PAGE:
Not just the example of China catching up at 10-12% growth rates but Ireland continuing to progress at 6% growth after catching up at 8%.

    Many developed cities have consistently shown the ability to have strong economic growth (5+%) and large companies ($200 billion+) have shown the ability to have growth consistently beyond GDP growth (GE). By being better at raising all cities and companies to a higher standard at or near the best then 8-10 year national economic doubling times are possible even now.

    For the future, it is picking and pushing the right technology and processes. What high growth and superior processes can be leveraged to raise productivity at 10-20+% per year across wide swaths of the economy. What planning needs to be done to eliminate the bottlenecks when we go that level of growth ?

    But some will say. Hey growth is not a good thing. sustainable. Small. Blah blah blah. If enough people have that type of thinking than you will have more and more dead growth parts of the economy. Pieces of gangrene in the economic body that slow the overall growth. Then some of the same people who are making those parts of the economy and civiliization slow growth, no growth or shrinking will say “hey look change is decelerating”.

    Yes, because too many are making the wrong choices not because acceleration is not and should not be possible.

    printable electronics is something that could greatly increase productivity. by making printable electronics as close as possible to lithography performance or better then we could have a shift from multi-billion chip plants to multi-million printable electronics with multiples of the production. This could feed into the rapid prototyping and rapid manufacturing and nacscent fabber industries. If the look can be closed on printable electronics and rapid fab/fabber where one can build the other then it would kick economic growth up to a higher level.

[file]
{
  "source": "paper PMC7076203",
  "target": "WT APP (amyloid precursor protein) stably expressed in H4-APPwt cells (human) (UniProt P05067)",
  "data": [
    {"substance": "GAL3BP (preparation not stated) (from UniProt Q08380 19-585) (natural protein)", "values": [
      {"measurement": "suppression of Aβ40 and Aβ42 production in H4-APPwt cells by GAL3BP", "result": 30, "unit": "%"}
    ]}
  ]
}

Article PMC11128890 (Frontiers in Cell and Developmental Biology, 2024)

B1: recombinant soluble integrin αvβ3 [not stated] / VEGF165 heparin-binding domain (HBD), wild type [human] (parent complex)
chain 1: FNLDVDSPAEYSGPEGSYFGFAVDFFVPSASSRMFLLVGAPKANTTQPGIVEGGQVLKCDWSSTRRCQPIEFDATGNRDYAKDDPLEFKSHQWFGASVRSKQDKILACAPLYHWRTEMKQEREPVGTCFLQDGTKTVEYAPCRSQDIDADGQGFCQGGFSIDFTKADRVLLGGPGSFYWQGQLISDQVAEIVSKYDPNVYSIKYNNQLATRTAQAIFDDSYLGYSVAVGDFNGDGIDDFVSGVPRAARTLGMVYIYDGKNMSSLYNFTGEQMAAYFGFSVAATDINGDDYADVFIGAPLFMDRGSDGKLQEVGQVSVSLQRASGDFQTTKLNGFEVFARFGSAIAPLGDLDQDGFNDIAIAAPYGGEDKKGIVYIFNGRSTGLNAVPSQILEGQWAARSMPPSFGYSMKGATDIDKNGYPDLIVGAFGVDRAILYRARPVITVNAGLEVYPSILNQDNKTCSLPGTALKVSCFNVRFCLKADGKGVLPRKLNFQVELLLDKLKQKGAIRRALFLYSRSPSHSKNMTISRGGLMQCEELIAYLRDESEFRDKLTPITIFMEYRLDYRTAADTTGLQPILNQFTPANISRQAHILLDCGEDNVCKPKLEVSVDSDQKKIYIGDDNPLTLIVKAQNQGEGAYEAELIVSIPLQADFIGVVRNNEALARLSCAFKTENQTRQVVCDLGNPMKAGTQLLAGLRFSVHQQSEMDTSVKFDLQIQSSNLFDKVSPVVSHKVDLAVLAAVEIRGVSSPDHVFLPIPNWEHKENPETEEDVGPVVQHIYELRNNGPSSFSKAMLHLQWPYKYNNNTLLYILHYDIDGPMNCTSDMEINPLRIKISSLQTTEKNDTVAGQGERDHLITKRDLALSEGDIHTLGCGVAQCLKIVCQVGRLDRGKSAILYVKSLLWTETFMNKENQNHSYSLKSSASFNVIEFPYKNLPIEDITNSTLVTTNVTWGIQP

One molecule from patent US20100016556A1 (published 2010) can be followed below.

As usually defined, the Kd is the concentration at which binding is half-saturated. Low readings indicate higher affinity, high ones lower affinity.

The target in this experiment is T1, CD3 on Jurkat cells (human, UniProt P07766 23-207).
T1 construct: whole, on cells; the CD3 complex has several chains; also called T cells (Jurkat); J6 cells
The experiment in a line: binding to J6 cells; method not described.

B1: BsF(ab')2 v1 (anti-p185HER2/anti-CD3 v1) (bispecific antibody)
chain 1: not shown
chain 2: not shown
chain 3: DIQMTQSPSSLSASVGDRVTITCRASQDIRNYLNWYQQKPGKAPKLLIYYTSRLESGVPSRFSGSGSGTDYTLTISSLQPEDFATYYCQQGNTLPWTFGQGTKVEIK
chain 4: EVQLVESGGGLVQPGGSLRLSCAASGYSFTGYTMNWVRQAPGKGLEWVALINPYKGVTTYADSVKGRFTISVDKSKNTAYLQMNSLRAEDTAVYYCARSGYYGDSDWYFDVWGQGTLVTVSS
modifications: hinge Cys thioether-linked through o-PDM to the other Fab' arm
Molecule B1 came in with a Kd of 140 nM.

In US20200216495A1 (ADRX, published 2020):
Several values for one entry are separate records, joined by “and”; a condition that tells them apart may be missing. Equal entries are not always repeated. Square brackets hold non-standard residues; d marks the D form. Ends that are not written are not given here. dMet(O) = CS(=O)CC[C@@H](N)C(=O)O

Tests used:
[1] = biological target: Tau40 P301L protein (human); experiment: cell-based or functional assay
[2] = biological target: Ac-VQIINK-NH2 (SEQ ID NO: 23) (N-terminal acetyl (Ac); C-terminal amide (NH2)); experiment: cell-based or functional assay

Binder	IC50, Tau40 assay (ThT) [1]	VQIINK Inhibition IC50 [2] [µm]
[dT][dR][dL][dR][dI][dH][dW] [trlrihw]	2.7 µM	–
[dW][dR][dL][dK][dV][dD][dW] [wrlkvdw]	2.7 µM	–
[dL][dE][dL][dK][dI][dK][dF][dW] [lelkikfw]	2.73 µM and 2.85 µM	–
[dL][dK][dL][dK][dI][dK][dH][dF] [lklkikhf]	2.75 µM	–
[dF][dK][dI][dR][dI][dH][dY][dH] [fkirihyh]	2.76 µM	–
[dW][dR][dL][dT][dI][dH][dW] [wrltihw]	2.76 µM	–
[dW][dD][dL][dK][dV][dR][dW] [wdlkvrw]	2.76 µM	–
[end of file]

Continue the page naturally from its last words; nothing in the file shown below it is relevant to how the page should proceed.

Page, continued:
Eventually the pursuit of profit could cause the gaps in the critical process mass to be filled to enable higher growth but would happen sooner with proper active planning.

    the same thing for kicking DNA nanotechnology up to hundreds of trillions of DNA pieces and nanoparticles.

    Believing that these things are possible and then listing out all the pieces that are needed and then making it happen. Not inevitable but not impossible.

  6. Btw: as can be shown by the economic growth rates in the Hanson chart. the rate of economic change has not been decreasing. It is still about 2-4%. What that period around 1903 was is when there was a shift from about 0.5-1% growth to 2-4%.

    Worldwide growth has been at 4-5%.

    It is more rare to kick up productivity permanently to a higher level.

    So around 1903 was a change in the rate of change.

    I agree it was special. Similar to the previous historic shifts.

    We are due for another shift and I believe I can see the signs of the changes to take things to another level of constant higher productivity shifts.

    Certain industries have higher average productivity growth. IT, biotech etc… If industries are able to leverage the higher rate of information change then they can shift to higher growth.

    Individual by individual, Project by project, company by company, country by country, it is possible to make the shifts to accomodate inflation free higher growth. But it is not inevitable, the right choices have to be made. Although after a tipping point laggards get more easily carried along in the shift.

    However, plenty missed the last shift. We call those countries third world or undeveloped. 100 years of 1-2% lower growth is the gap now between those countries and the developed world.

  7. Brian, I think where we can agree is that technological progress is not inevitable, and that good choices need to be made. I also agree that printed electronics and DNA nanotechnology are worth pursuing, we’ll see how they pan out and what impact they have.